Evidence has been found of coral bleaching on Western Australia's Kimberley coast.

Kimberley Marine Research Station director James Brown has photographed large, bleached corals at Reddell Beach in Broome.

“We've seen some signs of coral bleaching on the intertidal corals which have been exposed during the big tides,” he told reporters.

“What's important is that this appears to be quite a significant event.

“There's been coral bleaching before, and in fact small-scale coral bleaching is part of normal reef dynamics, but seeing large-scale coral bleaching is something that has not been reported ever before on the in-shore Kimberley coast.

“What we need people to do, is the local community in Broome, that gets an opportunity to see this, either through recreation or through work, reports it back to us, so we can get a sense of just how extensive and how severe the effects are.”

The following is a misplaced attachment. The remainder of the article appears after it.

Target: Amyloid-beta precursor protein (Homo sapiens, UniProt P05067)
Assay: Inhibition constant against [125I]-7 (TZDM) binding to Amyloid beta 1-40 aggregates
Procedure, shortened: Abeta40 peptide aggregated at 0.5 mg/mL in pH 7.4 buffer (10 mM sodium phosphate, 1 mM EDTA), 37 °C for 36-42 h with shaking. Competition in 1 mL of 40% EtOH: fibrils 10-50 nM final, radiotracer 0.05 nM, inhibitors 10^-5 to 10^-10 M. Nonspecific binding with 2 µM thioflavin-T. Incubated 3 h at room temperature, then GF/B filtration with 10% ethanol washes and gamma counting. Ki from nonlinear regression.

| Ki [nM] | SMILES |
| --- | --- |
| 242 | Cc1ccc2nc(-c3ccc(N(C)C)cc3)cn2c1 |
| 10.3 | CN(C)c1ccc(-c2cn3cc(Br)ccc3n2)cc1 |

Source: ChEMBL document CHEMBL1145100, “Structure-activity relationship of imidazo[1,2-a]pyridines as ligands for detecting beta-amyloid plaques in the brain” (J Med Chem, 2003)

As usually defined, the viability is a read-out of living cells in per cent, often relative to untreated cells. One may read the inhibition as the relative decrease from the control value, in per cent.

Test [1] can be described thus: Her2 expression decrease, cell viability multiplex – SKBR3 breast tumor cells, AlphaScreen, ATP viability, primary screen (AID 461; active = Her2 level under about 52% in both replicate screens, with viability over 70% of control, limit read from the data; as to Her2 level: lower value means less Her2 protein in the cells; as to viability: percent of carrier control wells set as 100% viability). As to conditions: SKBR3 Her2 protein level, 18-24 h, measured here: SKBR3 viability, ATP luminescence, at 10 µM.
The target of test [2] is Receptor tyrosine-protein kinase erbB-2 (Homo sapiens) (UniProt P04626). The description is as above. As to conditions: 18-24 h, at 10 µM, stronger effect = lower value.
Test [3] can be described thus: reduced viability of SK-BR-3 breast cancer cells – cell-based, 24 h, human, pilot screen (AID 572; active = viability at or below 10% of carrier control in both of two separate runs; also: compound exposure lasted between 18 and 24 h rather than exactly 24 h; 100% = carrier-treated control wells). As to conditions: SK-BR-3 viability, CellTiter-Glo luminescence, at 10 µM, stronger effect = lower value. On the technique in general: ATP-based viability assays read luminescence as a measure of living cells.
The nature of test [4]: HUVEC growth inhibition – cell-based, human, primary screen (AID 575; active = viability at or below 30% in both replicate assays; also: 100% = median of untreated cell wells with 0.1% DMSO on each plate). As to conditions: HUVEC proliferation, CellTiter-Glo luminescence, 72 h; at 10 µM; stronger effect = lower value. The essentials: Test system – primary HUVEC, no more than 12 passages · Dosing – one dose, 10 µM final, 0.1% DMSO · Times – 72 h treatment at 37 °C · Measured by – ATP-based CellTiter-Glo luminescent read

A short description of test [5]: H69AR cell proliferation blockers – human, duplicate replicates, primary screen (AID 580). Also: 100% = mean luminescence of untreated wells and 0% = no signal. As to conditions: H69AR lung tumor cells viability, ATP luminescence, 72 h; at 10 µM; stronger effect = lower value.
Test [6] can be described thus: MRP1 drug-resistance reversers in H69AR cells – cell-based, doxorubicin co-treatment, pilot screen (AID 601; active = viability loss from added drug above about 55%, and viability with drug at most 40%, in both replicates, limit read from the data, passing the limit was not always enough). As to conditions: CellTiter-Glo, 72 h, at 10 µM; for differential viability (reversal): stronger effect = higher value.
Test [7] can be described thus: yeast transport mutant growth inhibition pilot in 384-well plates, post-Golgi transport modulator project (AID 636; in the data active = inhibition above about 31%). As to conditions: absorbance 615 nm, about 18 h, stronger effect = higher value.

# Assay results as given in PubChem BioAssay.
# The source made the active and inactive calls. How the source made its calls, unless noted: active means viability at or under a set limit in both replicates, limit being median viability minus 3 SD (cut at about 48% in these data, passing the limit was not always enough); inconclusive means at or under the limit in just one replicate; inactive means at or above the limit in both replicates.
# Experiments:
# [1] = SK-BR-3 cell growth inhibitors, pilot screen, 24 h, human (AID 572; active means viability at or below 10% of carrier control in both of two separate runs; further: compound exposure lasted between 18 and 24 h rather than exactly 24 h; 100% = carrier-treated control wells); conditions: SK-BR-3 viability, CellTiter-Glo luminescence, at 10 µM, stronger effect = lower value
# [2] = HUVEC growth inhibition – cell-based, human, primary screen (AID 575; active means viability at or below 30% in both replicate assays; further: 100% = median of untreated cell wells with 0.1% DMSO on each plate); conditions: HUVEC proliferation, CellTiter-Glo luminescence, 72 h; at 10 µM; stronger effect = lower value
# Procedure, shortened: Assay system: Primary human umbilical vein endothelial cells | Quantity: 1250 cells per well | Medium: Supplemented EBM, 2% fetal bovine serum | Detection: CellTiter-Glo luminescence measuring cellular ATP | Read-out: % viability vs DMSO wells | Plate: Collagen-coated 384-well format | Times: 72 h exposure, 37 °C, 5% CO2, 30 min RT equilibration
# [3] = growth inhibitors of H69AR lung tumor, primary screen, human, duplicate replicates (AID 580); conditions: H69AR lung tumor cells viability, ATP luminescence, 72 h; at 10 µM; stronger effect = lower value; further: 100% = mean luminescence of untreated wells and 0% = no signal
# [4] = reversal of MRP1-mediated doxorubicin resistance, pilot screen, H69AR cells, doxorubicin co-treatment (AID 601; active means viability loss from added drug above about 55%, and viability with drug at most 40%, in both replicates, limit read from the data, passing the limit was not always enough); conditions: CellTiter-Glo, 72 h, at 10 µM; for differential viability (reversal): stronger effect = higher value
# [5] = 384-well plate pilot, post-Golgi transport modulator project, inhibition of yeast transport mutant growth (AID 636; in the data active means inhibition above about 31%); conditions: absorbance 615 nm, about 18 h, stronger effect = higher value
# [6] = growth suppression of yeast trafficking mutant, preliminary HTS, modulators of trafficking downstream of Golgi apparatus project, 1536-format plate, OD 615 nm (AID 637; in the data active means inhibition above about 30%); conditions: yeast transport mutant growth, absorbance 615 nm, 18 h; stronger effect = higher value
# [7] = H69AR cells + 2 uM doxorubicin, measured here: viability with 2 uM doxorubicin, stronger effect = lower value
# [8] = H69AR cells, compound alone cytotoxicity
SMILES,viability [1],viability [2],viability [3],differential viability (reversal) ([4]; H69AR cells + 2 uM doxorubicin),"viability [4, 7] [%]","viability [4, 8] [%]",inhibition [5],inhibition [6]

There are some handy phone apps that can help.

One app, called CoralWatch, was developed at the University of Queensland specifically to document bleaching events.

“It's designed for citizen science, so it's quite simple for people to download the App, and while they're out they can load photos straight up, and make a comment,” Brown said.

“You don't need to be a scientist. This is really an opportunity for everyone to be a part of this in getting our heads around something that I don't think any of us have seen before.”

Another app, GBRMPA's Eye on the Reef, allows users to share photos of things they have seen on the Great Barrier Reef, including wildlife, pests like Crown- of- thorns starfish or marine pollution, and special events like coral spawning.